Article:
Community and separate propertyIt is often estimated that approximately half of all U.S. marriages end in divorce. While some may consider this statistic to be common knowledge, what is less well-known is how divorcing couples should go about dividing their assets and liabilities. Thus, “Yours, Mine, or Ours?” is a three-part saga that explores the story of Bob and Helen – and the financial implications of their impending divorce. In Part 1, we discuss the community and separate property laws that could impact Bob and Helen’s transition. Part 2 reveals the challenges associated with identifying and valuing marital tax values. In Part 3, Helen finds out the potential income tax consequences of the divorce.

The Story of Bob and Helen

Bob and Helen, both Texas residents, find themselves consulting divorce attorneys after 30 years of marriage. Both are convinced that going their separate ways is the only viable option, but Helen is concerned about her future. She suspects that Bob secretly conducts some of the business in cash and omits these transactions from their company’s books and records. What happens now?

When Helen meets with her attorney, Javier, she discovers that not all assets and income items are treated the same in the eyes of the law. By asking Helen a series of questions, Javier learns the following about the family’s history:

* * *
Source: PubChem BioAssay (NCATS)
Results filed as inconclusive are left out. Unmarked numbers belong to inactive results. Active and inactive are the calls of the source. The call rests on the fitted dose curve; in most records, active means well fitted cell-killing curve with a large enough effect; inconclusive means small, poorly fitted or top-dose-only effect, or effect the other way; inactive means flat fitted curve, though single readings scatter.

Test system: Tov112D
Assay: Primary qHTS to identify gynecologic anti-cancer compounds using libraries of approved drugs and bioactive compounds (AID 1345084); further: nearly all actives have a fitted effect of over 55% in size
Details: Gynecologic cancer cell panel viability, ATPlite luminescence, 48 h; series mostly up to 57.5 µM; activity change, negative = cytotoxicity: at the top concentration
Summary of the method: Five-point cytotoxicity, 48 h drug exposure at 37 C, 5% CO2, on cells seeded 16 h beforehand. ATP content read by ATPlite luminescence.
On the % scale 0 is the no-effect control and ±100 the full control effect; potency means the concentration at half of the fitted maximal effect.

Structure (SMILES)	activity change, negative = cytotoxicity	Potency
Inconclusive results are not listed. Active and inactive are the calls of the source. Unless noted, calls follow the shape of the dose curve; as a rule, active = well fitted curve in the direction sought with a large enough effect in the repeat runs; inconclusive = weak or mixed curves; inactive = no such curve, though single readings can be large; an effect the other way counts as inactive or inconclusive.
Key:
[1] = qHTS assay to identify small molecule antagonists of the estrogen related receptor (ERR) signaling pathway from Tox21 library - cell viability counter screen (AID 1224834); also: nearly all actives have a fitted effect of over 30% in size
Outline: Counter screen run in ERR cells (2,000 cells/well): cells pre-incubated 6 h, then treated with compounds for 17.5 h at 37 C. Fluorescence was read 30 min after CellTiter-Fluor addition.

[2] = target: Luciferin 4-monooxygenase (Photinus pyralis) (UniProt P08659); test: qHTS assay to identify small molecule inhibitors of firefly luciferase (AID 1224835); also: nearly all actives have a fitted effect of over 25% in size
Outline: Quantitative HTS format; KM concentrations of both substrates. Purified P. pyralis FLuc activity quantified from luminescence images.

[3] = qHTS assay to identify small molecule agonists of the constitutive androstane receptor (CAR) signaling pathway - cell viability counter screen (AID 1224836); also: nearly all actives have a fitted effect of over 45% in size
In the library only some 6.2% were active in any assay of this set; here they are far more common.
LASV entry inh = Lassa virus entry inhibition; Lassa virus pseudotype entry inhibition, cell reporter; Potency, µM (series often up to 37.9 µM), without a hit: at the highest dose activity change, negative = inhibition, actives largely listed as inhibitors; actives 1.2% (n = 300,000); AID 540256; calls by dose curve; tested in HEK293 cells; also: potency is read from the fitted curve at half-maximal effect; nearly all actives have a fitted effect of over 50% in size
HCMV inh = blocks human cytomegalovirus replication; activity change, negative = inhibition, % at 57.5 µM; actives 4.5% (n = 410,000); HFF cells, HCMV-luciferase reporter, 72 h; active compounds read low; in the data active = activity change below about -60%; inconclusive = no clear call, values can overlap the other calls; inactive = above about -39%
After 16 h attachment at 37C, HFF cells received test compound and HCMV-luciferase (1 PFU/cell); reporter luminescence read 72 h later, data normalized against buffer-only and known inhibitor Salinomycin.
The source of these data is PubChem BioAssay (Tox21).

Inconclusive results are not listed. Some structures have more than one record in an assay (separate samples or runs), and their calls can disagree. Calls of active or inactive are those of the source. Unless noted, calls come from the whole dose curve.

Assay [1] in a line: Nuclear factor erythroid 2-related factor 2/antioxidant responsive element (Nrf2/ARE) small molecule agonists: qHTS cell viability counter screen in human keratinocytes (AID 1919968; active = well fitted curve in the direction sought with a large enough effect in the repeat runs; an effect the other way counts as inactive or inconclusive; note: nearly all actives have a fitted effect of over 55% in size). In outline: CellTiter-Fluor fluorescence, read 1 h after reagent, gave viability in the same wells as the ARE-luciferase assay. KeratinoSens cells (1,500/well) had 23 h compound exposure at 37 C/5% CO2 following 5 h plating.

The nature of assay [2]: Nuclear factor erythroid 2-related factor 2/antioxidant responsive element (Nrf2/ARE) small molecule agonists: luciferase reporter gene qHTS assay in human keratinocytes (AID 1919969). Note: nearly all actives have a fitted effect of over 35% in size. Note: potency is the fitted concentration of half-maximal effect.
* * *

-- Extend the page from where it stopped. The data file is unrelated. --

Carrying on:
• Helen, a lifelong Texan, began working as a flight attendant after graduating from college.
  • Bob moved to Texas from New York and joined that same airline as a pilot.
  • Bob and Helen participated in their employer-sponsored retirement plans and contributed the maximum allowed every year.
  • Two years after they met, they got married and began living what they believed was their “American dream.”
  • Weeks after Bob and Helen’s 10th wedding anniversary, Helen’s parents died in a tragic incident while on vacation. A wrongful death lawsuit resulted in Helen receiving $5 million from her parents’ estates.
  • After Helen received her inheritance, she and Bob left their employer and started their own travel agency. They formed an S-corporation and used some of the money Helen inherited from her parents to build a successful business.
  • Helen used another part of her inheritance to purchase a beach house that the family uses each summer and rents to tourists when they are not using it.
  • Helen bought stocks and bonds with the rest of her inheritance. She reinvested the capital gains, dividends, and interest earned on the account.
  • For several years, Bob’s parents give him $10,000 cash every Christmas. Bob invested these gifts into the travel agency.
  • About 10 years ago, Bob’s parents gave him $500,000 in stocks and bonds that are now worth $900,000. Bob added these securities to Helen’s brokerage account.

Javier explains that state statutes define community and separate property, and the definitions vary by jurisdiction.

Dueling Distinctions: Community Property vs. Separate Property

“Community property” refers to certain property that both spouses own together. In the absence of specific evidence to the contrary, the law generally presumes joint ownership of all income and assets acquired during the marriage. Some examples of community property and income include: